Twenty-fifth Sunday in Ordinary Time
Today we invite you to explore the world behind Jesus’s parable in Matthew with the help of historical theologian Richard Horsley; engage with Catholic Social Teaching’s legacy of labor justice and its critiques of capitalism; and embody Jesus’s call to economic justice for all with the help of Mary Harris “Mother” Jones and the South Bronx Mutual Aid.
Twenty-fifth Sunday in Ordinary Time
“Seek me YHWH while I may still be found,
call upon me while I am near!
Let the corrupt abandon their ways,
the evil their thoughts.
Let them return to YHWH, and I will have mercy on them;
return to YHWH, for I will freely pardon.
“For my thoughts are not your thoughts,
nor are your ways my ways,” says YHWH.
As high as the heavens are above the earth,
so high are my ways above your ways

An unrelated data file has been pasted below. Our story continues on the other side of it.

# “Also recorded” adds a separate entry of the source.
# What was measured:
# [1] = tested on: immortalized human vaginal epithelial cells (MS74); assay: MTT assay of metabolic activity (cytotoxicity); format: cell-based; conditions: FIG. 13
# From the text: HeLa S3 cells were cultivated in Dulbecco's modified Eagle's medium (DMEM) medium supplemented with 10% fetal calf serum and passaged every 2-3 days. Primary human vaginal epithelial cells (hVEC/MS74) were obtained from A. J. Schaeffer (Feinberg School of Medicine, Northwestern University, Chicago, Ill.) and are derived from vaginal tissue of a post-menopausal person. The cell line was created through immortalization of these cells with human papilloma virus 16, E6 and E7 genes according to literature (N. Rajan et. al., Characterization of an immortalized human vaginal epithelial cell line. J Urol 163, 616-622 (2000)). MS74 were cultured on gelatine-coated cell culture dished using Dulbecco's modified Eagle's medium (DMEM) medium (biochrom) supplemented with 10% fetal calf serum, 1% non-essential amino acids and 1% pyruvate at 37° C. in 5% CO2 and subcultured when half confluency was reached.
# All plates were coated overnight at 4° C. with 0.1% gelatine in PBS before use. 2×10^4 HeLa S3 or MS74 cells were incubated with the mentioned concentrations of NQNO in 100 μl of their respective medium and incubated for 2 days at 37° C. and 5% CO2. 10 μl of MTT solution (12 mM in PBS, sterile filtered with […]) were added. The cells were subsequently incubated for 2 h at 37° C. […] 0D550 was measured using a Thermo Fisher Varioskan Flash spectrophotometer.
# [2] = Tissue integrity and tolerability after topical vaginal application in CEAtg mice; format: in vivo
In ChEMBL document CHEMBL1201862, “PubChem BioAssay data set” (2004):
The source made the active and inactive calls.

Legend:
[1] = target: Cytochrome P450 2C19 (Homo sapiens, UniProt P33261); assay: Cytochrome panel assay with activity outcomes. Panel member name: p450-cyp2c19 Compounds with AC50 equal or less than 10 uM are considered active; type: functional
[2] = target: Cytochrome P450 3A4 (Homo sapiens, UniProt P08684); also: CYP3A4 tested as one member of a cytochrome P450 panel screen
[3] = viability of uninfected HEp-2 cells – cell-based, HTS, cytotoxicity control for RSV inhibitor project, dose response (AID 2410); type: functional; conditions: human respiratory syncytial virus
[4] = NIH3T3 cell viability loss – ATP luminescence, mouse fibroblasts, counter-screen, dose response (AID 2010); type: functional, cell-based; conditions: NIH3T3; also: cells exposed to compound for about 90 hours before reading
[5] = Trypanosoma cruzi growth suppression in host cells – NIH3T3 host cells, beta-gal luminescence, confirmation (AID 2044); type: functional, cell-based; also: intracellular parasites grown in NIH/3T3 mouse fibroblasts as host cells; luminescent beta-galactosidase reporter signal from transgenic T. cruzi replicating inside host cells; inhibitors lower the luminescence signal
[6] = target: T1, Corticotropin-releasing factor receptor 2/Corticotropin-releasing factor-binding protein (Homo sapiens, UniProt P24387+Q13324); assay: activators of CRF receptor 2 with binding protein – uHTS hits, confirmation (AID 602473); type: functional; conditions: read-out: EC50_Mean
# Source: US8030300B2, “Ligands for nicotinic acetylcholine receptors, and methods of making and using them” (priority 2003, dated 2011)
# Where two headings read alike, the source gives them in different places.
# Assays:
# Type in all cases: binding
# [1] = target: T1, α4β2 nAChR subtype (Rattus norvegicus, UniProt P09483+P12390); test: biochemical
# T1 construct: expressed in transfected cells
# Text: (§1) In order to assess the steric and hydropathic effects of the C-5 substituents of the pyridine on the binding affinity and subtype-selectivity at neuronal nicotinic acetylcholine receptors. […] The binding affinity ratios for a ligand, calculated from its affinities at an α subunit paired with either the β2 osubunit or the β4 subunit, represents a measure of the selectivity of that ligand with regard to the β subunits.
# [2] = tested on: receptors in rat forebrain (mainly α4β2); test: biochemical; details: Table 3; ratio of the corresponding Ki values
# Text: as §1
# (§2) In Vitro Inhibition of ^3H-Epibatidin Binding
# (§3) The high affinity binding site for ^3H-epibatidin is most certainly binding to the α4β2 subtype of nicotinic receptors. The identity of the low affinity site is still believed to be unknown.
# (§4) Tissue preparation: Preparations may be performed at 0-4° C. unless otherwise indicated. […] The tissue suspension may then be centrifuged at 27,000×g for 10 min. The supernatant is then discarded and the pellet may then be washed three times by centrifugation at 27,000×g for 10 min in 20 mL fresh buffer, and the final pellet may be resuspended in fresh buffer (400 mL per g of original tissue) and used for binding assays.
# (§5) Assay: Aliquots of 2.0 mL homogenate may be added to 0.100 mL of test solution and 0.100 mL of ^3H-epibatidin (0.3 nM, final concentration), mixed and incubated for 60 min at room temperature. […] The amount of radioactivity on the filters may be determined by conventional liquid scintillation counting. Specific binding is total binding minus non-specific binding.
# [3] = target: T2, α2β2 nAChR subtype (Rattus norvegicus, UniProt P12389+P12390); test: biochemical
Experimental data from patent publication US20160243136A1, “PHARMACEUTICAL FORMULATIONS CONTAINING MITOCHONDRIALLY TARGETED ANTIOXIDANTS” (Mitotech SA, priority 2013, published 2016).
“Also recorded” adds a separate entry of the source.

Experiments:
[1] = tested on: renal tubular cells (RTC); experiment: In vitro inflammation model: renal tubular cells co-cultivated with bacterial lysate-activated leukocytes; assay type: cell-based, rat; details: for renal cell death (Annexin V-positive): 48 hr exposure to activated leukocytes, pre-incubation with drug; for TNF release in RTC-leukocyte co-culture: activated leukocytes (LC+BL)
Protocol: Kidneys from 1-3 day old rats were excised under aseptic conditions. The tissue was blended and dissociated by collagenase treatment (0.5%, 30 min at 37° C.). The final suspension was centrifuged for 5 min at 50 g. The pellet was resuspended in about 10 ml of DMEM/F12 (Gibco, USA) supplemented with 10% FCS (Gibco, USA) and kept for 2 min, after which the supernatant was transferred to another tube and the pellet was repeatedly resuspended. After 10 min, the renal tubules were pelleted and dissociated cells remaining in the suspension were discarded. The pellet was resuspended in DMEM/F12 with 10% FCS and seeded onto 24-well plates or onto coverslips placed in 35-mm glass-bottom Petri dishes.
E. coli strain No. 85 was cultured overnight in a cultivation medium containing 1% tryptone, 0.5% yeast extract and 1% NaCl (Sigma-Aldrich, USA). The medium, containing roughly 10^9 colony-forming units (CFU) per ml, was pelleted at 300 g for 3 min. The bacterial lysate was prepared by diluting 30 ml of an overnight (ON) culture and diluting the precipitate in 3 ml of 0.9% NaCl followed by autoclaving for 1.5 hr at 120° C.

and my thoughts above your thoughts.”
Response: O God, You are near to all who call upon You.
I will extol You, O my God, / and I will bless Your Name forever and ever.
Every day will I bless You, / and I will praise Your Name forever and ever.
R: O God, You are near to all who call upon You.
Adonai, You are gracious and merciful, /slow to anger and of great kindness.
Adonai, You are good to all / and compassionate toward all Your works.
R: O God, You are near to all who call upon You.
Adonai, You are just in all Your ways / and holy in all Your works.
You are near to all who call upon You, /to all who call upon You in truth.
R: O God, You are near to all who call upon You.
I firmly trust and anticipate that I will never be put to shame for my hopes;
I have full confidence that, now as always,